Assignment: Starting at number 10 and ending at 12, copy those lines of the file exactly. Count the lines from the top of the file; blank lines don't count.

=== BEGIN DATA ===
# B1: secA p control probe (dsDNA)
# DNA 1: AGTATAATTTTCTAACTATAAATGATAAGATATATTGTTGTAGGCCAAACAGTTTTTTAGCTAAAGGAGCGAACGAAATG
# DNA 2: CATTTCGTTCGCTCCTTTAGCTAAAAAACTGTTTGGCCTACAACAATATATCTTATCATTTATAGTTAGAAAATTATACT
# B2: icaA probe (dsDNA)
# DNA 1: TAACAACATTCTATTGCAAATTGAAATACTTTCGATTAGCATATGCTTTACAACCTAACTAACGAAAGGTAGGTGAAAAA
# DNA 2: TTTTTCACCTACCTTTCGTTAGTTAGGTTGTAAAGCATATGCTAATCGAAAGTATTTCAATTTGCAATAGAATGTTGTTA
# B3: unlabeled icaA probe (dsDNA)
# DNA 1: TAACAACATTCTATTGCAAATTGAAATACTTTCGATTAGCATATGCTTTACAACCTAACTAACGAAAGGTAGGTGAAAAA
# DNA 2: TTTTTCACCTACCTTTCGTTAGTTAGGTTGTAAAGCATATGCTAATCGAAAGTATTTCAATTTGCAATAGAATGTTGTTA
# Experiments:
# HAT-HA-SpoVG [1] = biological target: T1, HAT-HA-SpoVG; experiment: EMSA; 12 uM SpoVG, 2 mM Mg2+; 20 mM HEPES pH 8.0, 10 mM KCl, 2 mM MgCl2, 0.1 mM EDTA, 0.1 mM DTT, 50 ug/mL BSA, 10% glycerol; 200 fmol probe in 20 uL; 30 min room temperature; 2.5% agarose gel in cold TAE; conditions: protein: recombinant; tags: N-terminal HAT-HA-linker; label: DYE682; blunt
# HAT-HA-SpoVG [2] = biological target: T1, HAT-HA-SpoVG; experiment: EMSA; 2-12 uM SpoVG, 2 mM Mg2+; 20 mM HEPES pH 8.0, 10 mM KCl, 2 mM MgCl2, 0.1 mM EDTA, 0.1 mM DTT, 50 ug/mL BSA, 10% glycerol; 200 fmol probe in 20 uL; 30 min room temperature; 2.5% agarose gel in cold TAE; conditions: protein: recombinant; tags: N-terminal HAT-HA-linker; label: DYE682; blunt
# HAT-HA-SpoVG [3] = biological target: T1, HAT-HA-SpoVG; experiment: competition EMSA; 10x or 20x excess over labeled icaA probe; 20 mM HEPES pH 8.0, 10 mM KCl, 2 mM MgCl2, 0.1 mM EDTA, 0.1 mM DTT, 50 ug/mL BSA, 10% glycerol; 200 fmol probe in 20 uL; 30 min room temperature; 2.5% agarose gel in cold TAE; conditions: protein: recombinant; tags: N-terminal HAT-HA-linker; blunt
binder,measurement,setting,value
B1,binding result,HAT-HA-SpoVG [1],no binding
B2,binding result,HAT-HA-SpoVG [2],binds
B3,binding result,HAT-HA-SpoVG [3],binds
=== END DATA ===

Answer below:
# Experiments:
# HAT-HA-SpoVG [1] = biological target: T1, HAT-HA-SpoVG; experiment: EMSA; 12 uM SpoVG, 2 mM Mg2+; 20 mM HEPES pH 8.0, 10 mM KCl, 2 mM MgCl2, 0.1 mM EDTA, 0.1 mM DTT, 50 ug/mL BSA, 10% glycerol; 200 fmol probe in 20 uL; 30 min room temperature; 2.5% agarose gel in cold TAE; conditions: protein: recombinant; tags: N-terminal HAT-HA-linker; label: DYE682; blunt
# HAT-HA-SpoVG [2] = biological target: T1, HAT-HA-SpoVG; experiment: EMSA; 2-12 uM SpoVG, 2 mM Mg2+; 20 mM HEPES pH 8.0, 10 mM KCl, 2 mM MgCl2, 0.1 mM EDTA, 0.1 mM DTT, 50 ug/mL BSA, 10% glycerol; 200 fmol probe in 20 uL; 30 min room temperature; 2.5% agarose gel in cold TAE; conditions: protein: recombinant; tags: N-terminal HAT-HA-linker; label: DYE682; blunt